You’ve built your business on Amazon, you’re making money, and things are going great. So why should you put time, effort, and money into building a brand apart from Amazon?

Really, the high-level view of this conversation is “do you just want to sell products and make money, or do you want to build a business?” There’s nothing inherently wrong with either answer, but if your goal is to really more to build something more substantial, you need to consider the benefits of having that strong brand in place. If you’re just chasing tactics and gaming algorithms exclusively for the sake of selling, you can easily overlook building trust and relationships with your customers.

Beyond just trust and relationships, there are practical considerations. Using only Amazon, you don’t necessarily “know” your customer. And you don’t have a database or email list of your own. Both of these make marketing to your customer challenging when algorithms stop delivering them directly to you.

Compete on value, not price.

We all know the difference between price — the literal cost of something, considered by itself — and value, which is what your customer believes your product is worth.

The number one reason you want to build a brand apart from Amazon, or in addition to selling on Amazon, is that you can work with and against customer perceptions of your product’s worth, and not just a price tag. Competing on price tag alone can be a race to the bottom. The tactics and strategies that worked to push your product to the foreground keep changing and can be very volatile, which means you can lose revenue rapidly. When you build a brand based on value, however, it takes more than shifting algorithms to break your customers’ trust.

The halo effect.

The halo effect describes a bias customers have toward a product based on positive feelings toward another product, and of course, Apple is the famous example. Essentially, if you had a great experience with your MacBook, the halo effect describes your tendency to then feel positively toward an iPad, an iPhone, an Apple Watch, etc. They’re all under the same halo. This can be leveraged very effectively once people have an affinity toward a brand or company.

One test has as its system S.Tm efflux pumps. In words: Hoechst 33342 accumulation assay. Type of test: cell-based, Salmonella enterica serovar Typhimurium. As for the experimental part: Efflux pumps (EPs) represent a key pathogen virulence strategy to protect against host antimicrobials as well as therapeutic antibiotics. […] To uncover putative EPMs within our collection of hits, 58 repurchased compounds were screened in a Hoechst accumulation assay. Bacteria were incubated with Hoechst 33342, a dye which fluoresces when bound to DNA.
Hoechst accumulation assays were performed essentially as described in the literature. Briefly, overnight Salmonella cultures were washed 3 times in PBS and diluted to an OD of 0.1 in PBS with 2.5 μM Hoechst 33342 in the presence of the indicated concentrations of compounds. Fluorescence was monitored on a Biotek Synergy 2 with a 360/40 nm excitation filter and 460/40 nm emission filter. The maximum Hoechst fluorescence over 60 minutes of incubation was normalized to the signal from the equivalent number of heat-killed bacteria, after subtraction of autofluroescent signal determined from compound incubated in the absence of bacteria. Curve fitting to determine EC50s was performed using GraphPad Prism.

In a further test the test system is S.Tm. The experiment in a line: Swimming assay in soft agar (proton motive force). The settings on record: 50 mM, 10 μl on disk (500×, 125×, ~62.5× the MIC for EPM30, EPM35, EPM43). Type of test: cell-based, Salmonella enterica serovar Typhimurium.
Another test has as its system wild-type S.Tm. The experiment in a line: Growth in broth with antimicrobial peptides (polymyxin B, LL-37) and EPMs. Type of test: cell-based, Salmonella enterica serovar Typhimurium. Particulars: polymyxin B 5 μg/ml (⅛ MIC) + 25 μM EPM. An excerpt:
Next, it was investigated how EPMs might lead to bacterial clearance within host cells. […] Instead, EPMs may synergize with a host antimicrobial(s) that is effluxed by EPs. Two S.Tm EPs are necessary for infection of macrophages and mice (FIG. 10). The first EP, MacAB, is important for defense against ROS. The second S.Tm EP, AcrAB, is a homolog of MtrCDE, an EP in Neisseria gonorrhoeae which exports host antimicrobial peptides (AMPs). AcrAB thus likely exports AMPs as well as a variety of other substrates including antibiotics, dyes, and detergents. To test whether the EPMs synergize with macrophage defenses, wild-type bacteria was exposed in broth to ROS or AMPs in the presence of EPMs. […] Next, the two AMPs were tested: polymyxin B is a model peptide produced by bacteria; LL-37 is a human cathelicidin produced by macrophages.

But the habits of Amazon shoppers and the structure of the site make it difficult to recreate this effect effectively. Shoppers on Amazon behave differently. They’re looking at pricing, reviews, images.  Think about your own behavior on Amazon. You might see a product, then look at the brand name, then leave Amazon, Google the product, check out their website, check out the company, and then if you like the brand and what they’re about, return to Amazon to buy it. This assumes all things are equal. A customer might not return because they want a better price. They might like the delivery or experience from another site better. Another retailer might have a rewards system in place the customer wants to take advantage of. If you have a brand apart from Amazon in place, you can recapture some of these sales.

Control of targeting/retargeting.

When someone buys a product on Amazon, there are structures in place to encourage them to continue to buy on Amazon. If you’re the retailer, it’s really hard to retarget them.

Which brings us to our third point: If you can get them off of Amazon and into your own database (such as InfusionSoft, or a subscriber list) you can market to them because they subscribe to your newsletter, etc. And you don’t have to buy it from Amazon, Facebook, etc. But with Amazon, the platform is in control of your list. They have info and can market that way. We pay for advertising and for audience insight.

Higher profit margins.

This just comes down to the model your business follows. Outside of Amazon, you might do wholesale, and you might market directly to the consumer. When you sell on Amazon, you have less control over your profit margins. As a result, they tend to be lower. Additionally, you don’t have the flexibility to change your model.  You have the potential to make more money if you take the time to build a brand apart from Amazon. This is because you are able to market to your audiences directly.

Our proposition is simple. You absolutely can build a business on Amazon without branding behind it. But if you want a more flexible, adaptable, sustainable business, you can’t do it without building the branding behind it.

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